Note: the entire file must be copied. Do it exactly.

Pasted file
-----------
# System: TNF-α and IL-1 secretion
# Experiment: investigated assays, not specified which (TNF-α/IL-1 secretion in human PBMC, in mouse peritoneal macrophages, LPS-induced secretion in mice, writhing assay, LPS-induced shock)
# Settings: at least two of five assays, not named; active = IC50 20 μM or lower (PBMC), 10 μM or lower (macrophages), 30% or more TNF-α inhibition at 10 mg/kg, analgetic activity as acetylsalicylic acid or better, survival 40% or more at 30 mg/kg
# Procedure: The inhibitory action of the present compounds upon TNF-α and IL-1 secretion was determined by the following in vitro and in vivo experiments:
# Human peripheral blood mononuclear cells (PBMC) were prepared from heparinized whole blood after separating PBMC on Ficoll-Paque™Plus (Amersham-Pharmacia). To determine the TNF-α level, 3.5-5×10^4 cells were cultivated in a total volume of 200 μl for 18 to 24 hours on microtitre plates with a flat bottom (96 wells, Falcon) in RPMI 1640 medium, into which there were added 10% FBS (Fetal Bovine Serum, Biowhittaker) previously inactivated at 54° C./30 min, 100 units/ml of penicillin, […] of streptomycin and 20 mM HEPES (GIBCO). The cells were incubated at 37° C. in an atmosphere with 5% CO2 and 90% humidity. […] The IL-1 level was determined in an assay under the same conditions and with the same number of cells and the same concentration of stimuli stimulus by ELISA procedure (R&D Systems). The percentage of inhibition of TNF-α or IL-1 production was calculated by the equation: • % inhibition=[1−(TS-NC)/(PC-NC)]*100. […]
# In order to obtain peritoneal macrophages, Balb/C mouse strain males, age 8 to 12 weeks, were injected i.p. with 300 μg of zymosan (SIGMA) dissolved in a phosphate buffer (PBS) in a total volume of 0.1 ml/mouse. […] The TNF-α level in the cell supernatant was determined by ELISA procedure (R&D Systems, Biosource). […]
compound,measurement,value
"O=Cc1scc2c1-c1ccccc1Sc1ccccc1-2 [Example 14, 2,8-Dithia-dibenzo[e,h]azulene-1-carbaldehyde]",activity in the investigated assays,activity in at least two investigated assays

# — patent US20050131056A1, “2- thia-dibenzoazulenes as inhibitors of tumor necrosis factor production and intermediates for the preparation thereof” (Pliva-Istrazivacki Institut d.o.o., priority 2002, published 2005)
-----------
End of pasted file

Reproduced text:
# System: TNF-α and IL-1 secretion
# Experiment: investigated assays, not specified which (TNF-α/IL-1 secretion in human PBMC, in mouse peritoneal macrophages, LPS-induced secretion in mice, writhing assay, LPS-induced shock)
# Settings: at least two of five assays, not named; active = IC50 20 μM or lower (PBMC), 10 μM or lower (macrophages), 30% or more TNF-α inhibition at 10 mg/kg, analgetic activity as acetylsalicylic acid or better, survival 40% or more at 30 mg/kg
# Procedure: The inhibitory action of the present compounds upon TNF-α and IL-1 secretion was determined by the following in vitro and in vivo experiments:
# Human peripheral blood mononuclear cells (PBMC) were prepared from heparinized whole blood after separating PBMC on Ficoll-Paque™Plus (Amersham-Pharmacia). To determine the TNF-α level, 3.5-5×10^4 cells were cultivated in a total volume of 200 μl for 18 to 24 hours on microtitre plates with a flat bottom (96 wells, Falcon) in RPMI 1640 medium, into which there were added 10% FBS (Fetal Bovine Serum, Biowhittaker) previously inactivated at 54° C./30 min, 100 units/ml of penicillin, […] of streptomycin and 20 mM HEPES (GIBCO). The cells were incubated at 37° C. in an atmosphere with 5% CO2 and 90% humidity. […] The IL-1 level was determined in an assay under the same conditions and with the same number of cells and the same concentration of stimuli stimulus by ELISA procedure (R&D Systems). The percentage of inhibition of TNF-α or IL-1 production was calculated by the equation: • % inhibition=[1−(TS-NC)/(PC-NC)]*100. […]
# In order to obtain peritoneal macrophages, Balb/C mouse strain males, age 8 to 12 weeks, were injected i.p. with 300 μg of zymosan (SIGMA) dissolved in a phosphate buffer (PBS) in a total volume of 0.1 ml/mouse. […] The TNF-α level in the cell supernatant was determined by ELISA procedure (R&D Systems, Biosource). […]
compound,measurement,value
"O=Cc1scc2c1-c1ccccc1Sc1ccccc1-2 [Example 14, 2,8-Dithia-dibenzo[e,h]azulene-1-carbaldehyde]",activity in the investigated assays,activity in at least two investigated assays

# — patent US20050131056A1, “2- thia-dibenzoazulenes as inhibitors of tumor necrosis factor production and intermediates for the preparation thereof” (Pliva-Istrazivacki Institut d.o.o., priority 2002, published 2005)